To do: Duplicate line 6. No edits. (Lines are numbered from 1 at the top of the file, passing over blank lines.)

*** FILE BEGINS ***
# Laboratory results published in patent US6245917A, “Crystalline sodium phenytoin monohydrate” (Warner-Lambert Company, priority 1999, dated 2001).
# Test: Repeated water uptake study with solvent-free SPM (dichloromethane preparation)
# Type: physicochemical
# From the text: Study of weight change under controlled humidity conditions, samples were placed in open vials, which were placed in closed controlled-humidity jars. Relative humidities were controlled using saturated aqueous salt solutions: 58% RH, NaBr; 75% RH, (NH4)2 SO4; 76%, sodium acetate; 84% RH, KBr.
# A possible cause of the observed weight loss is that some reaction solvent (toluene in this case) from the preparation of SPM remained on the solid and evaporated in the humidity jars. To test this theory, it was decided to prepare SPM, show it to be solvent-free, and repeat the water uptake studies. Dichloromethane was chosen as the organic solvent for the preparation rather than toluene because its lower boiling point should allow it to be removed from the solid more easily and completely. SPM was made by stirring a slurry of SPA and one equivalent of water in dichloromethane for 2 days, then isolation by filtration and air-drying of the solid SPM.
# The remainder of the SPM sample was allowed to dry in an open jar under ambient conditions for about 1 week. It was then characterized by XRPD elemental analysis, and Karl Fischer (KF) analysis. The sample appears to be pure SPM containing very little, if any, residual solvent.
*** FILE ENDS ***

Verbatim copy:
# The remainder of the SPM sample was allowed to dry in an open jar under ambient conditions for about 1 week. It was then characterized by XRPD elemental analysis, and Karl Fischer (KF) analysis. The sample appears to be pure SPM containing very little, if any, residual solvent.